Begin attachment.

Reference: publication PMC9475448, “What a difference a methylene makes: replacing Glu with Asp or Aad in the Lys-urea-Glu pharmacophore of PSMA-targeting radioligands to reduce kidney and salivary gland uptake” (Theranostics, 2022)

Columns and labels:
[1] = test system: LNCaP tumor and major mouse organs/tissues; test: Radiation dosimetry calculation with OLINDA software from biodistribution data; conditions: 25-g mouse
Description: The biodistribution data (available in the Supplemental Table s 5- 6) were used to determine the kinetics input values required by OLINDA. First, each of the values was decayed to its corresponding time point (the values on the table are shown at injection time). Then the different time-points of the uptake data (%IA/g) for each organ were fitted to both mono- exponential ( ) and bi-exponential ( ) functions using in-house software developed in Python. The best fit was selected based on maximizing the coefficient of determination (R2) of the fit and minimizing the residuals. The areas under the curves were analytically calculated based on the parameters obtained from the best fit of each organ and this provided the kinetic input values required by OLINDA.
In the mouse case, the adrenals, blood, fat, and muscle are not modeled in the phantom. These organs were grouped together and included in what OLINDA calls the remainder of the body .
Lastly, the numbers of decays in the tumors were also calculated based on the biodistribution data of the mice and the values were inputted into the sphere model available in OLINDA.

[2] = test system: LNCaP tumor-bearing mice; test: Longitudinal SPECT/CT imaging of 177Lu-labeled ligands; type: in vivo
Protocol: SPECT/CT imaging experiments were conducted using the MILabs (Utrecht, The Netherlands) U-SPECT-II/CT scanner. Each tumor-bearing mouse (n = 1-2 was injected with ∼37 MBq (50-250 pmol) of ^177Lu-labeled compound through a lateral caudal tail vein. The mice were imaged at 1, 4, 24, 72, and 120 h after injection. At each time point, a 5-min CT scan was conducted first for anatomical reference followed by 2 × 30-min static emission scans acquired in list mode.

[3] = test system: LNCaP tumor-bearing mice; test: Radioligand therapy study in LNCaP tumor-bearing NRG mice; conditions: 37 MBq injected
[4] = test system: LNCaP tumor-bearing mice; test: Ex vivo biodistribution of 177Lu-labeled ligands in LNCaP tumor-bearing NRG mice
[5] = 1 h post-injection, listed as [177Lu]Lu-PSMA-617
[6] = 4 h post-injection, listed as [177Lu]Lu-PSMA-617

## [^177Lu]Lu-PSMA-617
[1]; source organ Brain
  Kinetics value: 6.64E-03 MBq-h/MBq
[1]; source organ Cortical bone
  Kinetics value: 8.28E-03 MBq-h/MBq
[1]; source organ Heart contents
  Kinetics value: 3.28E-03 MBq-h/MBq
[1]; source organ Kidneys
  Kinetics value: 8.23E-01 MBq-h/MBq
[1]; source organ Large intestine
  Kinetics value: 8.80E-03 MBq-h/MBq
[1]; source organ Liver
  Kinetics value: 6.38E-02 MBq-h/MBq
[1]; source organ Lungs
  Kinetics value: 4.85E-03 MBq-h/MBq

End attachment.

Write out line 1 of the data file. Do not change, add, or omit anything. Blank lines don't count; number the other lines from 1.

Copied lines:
Reference: publication PMC9475448, “What a difference a methylene makes: replacing Glu with Asp or Aad in the Lys-urea-Glu pharmacophore of PSMA-targeting radioligands to reduce kidney and salivary gland uptake” (Theranostics, 2022)